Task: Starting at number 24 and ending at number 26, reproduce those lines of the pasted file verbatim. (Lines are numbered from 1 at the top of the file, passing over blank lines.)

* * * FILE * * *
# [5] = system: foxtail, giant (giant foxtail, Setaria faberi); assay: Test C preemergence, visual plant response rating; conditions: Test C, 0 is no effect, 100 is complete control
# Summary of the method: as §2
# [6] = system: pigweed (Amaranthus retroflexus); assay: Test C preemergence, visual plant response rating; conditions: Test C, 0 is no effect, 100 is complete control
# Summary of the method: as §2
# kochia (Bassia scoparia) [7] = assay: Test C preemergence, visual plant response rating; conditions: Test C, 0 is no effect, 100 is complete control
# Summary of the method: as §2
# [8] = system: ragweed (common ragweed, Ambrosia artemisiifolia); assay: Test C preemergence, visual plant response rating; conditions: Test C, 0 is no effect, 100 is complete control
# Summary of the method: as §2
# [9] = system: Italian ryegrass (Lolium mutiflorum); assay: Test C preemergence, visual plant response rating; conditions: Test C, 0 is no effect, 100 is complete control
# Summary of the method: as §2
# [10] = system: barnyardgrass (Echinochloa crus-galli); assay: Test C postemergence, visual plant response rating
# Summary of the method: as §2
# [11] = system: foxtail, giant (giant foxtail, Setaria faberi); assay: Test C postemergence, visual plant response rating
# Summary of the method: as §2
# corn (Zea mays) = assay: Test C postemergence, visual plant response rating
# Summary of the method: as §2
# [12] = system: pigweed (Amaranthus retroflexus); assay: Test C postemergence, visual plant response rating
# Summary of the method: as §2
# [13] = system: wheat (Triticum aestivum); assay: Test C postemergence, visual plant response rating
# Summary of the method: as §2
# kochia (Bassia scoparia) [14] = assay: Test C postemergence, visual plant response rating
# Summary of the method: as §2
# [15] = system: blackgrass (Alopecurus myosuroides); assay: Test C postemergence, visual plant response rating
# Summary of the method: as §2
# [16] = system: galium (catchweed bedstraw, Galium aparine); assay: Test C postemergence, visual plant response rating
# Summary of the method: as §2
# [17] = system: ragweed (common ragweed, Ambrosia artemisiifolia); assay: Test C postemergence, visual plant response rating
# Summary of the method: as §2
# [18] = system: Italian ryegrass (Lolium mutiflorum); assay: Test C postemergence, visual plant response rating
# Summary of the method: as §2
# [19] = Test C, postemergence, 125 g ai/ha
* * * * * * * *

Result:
# Summary of the method: as §2
# [16] = system: galium (catchweed bedstraw, Galium aparine); assay: Test C postemergence, visual plant response rating
# Summary of the method: as §2